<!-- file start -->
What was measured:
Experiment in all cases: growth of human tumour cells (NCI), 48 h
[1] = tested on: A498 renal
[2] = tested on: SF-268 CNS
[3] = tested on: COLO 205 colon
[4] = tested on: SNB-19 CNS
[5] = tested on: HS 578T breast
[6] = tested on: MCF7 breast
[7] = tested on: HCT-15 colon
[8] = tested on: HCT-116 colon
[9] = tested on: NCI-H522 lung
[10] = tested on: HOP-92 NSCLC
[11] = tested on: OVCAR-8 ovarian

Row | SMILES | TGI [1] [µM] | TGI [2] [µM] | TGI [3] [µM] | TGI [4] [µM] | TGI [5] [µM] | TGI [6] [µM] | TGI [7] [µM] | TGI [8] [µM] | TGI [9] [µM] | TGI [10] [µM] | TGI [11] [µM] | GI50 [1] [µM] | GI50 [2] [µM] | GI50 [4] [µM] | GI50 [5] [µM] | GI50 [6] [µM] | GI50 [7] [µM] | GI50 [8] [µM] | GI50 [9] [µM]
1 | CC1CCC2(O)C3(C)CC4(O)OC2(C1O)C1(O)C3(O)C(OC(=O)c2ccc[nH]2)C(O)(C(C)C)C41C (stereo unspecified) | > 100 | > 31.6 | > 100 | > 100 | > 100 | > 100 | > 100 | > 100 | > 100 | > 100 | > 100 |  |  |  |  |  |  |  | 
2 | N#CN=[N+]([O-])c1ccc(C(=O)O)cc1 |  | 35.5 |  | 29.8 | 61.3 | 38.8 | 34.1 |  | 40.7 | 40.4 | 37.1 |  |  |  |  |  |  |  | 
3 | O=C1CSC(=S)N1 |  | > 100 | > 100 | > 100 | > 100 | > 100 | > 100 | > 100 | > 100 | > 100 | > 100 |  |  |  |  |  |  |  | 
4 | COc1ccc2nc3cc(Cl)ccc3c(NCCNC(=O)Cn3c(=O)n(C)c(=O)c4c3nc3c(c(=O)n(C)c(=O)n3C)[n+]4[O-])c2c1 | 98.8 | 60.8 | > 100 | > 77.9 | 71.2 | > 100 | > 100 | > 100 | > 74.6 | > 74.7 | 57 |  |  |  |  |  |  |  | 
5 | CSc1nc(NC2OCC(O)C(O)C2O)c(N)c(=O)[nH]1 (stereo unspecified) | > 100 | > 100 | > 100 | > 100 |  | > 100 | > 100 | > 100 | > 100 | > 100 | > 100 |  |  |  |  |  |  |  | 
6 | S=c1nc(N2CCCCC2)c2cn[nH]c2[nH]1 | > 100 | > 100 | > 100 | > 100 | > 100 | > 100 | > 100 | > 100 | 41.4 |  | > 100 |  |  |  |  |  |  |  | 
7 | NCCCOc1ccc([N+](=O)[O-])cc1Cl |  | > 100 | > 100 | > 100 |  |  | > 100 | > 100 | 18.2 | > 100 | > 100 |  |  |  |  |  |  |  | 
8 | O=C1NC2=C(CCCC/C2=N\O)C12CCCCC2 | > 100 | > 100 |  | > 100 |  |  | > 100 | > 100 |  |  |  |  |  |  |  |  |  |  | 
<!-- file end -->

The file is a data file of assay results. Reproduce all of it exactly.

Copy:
What was measured:
Experiment in all cases: growth of human tumour cells (NCI), 48 h
[1] = tested on: A498 renal
[2] = tested on: SF-268 CNS
[3] = tested on: COLO 205 colon
[4] = tested on: SNB-19 CNS
[5] = tested on: HS 578T breast
[6] = tested on: MCF7 breast
[7] = tested on: HCT-15 colon
[8] = tested on: HCT-116 colon
[9] = tested on: NCI-H522 lung
[10] = tested on: HOP-92 NSCLC
[11] = tested on: OVCAR-8 ovarian

Row | SMILES | TGI [1] [µM] | TGI [2] [µM] | TGI [3] [µM] | TGI [4] [µM] | TGI [5] [µM] | TGI [6] [µM] | TGI [7] [µM] | TGI [8] [µM] | TGI [9] [µM] | TGI [10] [µM] | TGI [11] [µM] | GI50 [1] [µM] | GI50 [2] [µM] | GI50 [4] [µM] | GI50 [5] [µM] | GI50 [6] [µM] | GI50 [7] [µM] | GI50 [8] [µM] | GI50 [9] [µM]
1 | CC1CCC2(O)C3(C)CC4(O)OC2(C1O)C1(O)C3(O)C(OC(=O)c2ccc[nH]2)C(O)(C(C)C)C41C (stereo unspecified) | > 100 | > 31.6 | > 100 | > 100 | > 100 | > 100 | > 100 | > 100 | > 100 | > 100 | > 100 |  |  |  |  |  |  |  | 
2 | N#CN=[N+]([O-])c1ccc(C(=O)O)cc1 |  | 35.5 |  | 29.8 | 61.3 | 38.8 | 34.1 |  | 40.7 | 40.4 | 37.1 |  |  |  |  |  |  |  | 
3 | O=C1CSC(=S)N1 |  | > 100 | > 100 | > 100 | > 100 | > 100 | > 100 | > 100 | > 100 | > 100 | > 100 |  |  |  |  |  |  |  | 
4 | COc1ccc2nc3cc(Cl)ccc3c(NCCNC(=O)Cn3c(=O)n(C)c(=O)c4c3nc3c(c(=O)n(C)c(=O)n3C)[n+]4[O-])c2c1 | 98.8 | 60.8 | > 100 | > 77.9 | 71.2 | > 100 | > 100 | > 100 | > 74.6 | > 74.7 | 57 |  |  |  |  |  |  |  | 
5 | CSc1nc(NC2OCC(O)C(O)C2O)c(N)c(=O)[nH]1 (stereo unspecified) | > 100 | > 100 | > 100 | > 100 |  | > 100 | > 100 | > 100 | > 100 | > 100 | > 100 |  |  |  |  |  |  |  | 
6 | S=c1nc(N2CCCCC2)c2cn[nH]c2[nH]1 | > 100 | > 100 | > 100 | > 100 | > 100 | > 100 | > 100 | > 100 | 41.4 |  | > 100 |  |  |  |  |  |  |  | 
7 | NCCCOc1ccc([N+](=O)[O-])cc1Cl |  | > 100 | > 100 | > 100 |  |  | > 100 | > 100 | 18.2 | > 100 | > 100 |  |  |  |  |  |  |  | 
8 | O=C1NC2=C(CCCC/C2=N\O)C12CCCCC2 | > 100 | > 100 |  | > 100 |  |  | > 100 | > 100 |  |  |  |  |  |  |  |  |  |  | 